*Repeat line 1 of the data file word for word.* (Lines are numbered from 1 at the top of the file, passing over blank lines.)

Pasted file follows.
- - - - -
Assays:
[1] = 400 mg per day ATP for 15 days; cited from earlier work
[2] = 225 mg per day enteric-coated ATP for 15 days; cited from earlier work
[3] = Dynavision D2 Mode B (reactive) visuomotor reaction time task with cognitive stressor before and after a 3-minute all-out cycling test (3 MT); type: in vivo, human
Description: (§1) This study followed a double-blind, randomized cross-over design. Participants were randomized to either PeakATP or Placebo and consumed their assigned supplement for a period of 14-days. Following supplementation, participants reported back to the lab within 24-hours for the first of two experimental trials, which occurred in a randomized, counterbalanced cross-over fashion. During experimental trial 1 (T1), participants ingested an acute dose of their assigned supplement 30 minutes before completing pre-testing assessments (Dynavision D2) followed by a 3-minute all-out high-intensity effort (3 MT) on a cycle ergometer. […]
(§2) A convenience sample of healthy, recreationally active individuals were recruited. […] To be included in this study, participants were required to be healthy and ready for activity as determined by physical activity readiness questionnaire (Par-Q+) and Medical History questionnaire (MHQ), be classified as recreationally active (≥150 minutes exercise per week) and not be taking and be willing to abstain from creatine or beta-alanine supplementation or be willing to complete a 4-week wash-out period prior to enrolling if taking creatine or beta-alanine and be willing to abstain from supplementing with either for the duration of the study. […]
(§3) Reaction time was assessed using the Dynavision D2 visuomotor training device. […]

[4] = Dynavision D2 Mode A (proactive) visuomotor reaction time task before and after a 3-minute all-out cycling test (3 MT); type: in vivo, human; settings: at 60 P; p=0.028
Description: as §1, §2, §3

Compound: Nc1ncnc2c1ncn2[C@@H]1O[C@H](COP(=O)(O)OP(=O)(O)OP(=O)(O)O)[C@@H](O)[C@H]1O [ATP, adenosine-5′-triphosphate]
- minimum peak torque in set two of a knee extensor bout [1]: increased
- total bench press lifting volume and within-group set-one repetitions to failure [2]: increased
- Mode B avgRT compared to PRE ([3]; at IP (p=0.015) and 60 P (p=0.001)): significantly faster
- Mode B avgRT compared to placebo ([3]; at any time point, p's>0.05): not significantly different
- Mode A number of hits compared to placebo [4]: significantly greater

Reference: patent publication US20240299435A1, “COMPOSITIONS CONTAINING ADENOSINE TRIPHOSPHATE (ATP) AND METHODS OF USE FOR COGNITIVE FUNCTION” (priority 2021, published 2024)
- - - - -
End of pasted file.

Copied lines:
Assays: